video: how flat is the world? flat as a pancake. flat as dick cheney's affect. flat as kansas after a tornado. real, real flat. flat as billy joel on a bad night. flat as a sheet of tracing paper. flat as an idea in the mind of thomas friedman. flat as a white person's butt. flat as...oh whatever.
the recent school shooting plots prompt me to say what i always say: they have an insurrectionary element, and they are directed at the most profoundly authoritarian instirtutions in our country short of prisons. one element of the repression is the direct exercise of authority, another is the forced association of people who can't deal with one another.
Revenge for being picked on by other students and dislike of the school staff motivated the unidentified students, Lindhag said.
thought i'd put up my creators column from last week, since it's about blogging.
Ponder with me, if you feel like it, the sad fate of the blog.
There was a time when "blog" meant that almost anyone could publish
almost anything she wanted, when it seemed that the media of political
discourse were being radically decentralized with incredible rapidity,
when no one could control what people were writing and reading or its
remarkable and strange effects.
The mainstream media (msm)
would become obsolete, their tepid opinions and colorless language
swamped in a sea of free, beautiful, anarchic ranting. And by sheer
vastness and variety, all this talk would be self-correcting; everybody
could participate everywhere, and every mistake would draw a hundred
It seemed a remarkable realization of democratic ideals.
But the blogosphere is now under full-scale consolidation and
colonization. Most of the most-read "blogs" are simulations. Let's
consider a few examples.
The "Daily Kos" is perhaps the most
visited political blog on the net. The discussion is lively and,
apparently, freewheeling -- there's even the occasional cuss word. But,
truth to tell, it is the mouthpiece of the Howard Dean wing of the
Democratic Party, and taken all in all, it is painfully orthodox and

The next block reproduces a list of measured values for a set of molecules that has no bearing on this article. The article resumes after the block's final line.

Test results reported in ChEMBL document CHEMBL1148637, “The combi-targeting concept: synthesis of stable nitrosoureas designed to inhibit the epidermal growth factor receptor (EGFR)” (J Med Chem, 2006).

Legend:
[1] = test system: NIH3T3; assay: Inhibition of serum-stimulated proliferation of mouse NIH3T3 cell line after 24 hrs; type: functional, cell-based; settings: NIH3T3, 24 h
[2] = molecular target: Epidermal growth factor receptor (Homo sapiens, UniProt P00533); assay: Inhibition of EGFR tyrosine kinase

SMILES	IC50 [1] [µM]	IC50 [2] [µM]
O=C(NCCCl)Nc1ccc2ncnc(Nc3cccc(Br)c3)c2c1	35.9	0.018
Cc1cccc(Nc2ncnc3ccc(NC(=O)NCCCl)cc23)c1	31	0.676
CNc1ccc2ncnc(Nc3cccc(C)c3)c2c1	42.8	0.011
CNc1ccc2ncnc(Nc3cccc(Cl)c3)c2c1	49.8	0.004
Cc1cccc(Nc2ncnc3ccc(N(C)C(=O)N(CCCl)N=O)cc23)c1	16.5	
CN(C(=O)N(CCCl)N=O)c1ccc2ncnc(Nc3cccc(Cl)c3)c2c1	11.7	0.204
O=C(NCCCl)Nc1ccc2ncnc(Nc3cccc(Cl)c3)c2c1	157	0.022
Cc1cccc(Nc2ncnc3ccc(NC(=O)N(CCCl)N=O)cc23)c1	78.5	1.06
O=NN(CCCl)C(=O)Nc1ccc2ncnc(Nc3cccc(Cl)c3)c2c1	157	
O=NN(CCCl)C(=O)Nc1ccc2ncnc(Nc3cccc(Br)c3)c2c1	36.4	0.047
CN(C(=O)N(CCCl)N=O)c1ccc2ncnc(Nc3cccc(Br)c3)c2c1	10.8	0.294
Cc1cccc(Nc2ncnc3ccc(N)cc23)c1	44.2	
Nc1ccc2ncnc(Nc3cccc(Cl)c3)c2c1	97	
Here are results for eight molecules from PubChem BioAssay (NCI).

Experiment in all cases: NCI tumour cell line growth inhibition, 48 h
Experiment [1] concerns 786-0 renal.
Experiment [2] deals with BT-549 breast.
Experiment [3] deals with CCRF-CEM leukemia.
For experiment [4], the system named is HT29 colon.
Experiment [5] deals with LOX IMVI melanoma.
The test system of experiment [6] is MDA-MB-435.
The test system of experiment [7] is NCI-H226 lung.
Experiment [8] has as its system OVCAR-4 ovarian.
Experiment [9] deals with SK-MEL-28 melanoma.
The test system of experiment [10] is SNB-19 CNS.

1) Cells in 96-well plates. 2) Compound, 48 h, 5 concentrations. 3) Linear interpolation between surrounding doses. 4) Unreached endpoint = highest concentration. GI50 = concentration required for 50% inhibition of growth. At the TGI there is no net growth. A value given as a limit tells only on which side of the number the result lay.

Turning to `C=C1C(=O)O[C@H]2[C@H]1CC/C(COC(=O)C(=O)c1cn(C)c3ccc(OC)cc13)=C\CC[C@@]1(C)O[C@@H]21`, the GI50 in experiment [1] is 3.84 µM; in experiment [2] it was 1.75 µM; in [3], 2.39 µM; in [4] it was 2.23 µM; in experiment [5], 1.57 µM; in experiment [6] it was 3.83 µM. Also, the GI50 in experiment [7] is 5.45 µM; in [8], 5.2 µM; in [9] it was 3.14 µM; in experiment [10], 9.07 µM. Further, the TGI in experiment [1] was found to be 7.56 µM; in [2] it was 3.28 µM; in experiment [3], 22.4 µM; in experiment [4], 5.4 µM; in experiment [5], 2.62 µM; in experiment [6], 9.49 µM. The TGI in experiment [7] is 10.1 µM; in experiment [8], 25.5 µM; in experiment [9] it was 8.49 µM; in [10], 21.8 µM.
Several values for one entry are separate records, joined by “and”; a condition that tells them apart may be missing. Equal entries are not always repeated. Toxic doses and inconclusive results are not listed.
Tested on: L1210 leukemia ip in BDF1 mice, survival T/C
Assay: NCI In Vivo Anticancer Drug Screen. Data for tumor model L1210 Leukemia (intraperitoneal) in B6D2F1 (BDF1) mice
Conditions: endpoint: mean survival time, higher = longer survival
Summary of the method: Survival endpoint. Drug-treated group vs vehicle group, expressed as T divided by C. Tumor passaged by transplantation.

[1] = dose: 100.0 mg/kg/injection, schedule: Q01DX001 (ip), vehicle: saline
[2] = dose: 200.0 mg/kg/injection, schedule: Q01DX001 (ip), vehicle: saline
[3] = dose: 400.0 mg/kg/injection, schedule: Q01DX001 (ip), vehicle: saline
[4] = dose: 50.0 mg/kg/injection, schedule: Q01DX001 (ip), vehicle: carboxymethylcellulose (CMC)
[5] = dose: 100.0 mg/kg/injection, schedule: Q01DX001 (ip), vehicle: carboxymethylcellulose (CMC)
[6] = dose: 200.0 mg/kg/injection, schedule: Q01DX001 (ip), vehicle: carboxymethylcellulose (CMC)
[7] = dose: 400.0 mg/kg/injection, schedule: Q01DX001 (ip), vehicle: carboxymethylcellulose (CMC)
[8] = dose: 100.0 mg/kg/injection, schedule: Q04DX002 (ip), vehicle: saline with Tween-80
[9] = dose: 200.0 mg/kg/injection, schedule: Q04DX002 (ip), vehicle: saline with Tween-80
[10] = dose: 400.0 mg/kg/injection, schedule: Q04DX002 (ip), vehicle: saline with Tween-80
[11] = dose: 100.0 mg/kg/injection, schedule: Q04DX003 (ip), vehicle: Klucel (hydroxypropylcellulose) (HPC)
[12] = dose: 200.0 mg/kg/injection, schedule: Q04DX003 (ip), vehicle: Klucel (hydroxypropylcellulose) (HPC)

unanimous ("with a Democrat like [Joe Lieberman] on the Armed Services
Committee, why do we need Republicans?"). Of course, there are dozens
of official right-wing versions, as well.
That is one form of the contemporary pseudoblog: the tool of a political party or issue organization (pro.lifewithchrist.com).
Another genre is the "blog" put up by an msm outlet. These things are
multiplying like mad, and newspaper websites are quickly mutating into
blog collages, on specific subjects or driven by specific personalities.
Washingtonpost.com lists 25 "blogs." The New York Times has taken to
publishing guest columnists such as Sarah Vowell and Stanley Fish in
blog format. The Los Angeles Times keeps you abreast of the news and
gossip from Vegas, for example, with a blog. Time magazine has signed
up long-time blogger Andrew Sullivan, among others.
These are best thought of as slightly reformatted msm opinion columns and news stories.
A genuine blog, it seems to me, is unedited; it is someone specific.
It's probably riddled with typos, etc., but it represents the
unadulterated voice of an individual rather than the flattened prose
and predictable range of opinions of a bureaucracy.
But an msm
pseudoblog is ultimately subject to all the same constraints as the
rest of the publication. The publication is just as suable there as
anywhere else, and so everything questionable is going to have to get
through the legal department. Cautious and conscientious professionals
edit these things, and the "bloggers" know the constraints before they
These faux blogs can be good; I very much enjoy Joel
Achenbach's at washingtonpost.com, for example. But even their
liveliness is just a trifle disturbing. They are attempts to simulate a
freewheeling, idiosyncratic voice and point of view. They take the
little frisson that accompanied the first efflorescence of the blog and
try to clone or replicate it in a context that is anything but free.
And just let's not deal with commercial flogs, beautifully designed
sites with bold entries such as "Giorgio Armani Croc-Embossed Tote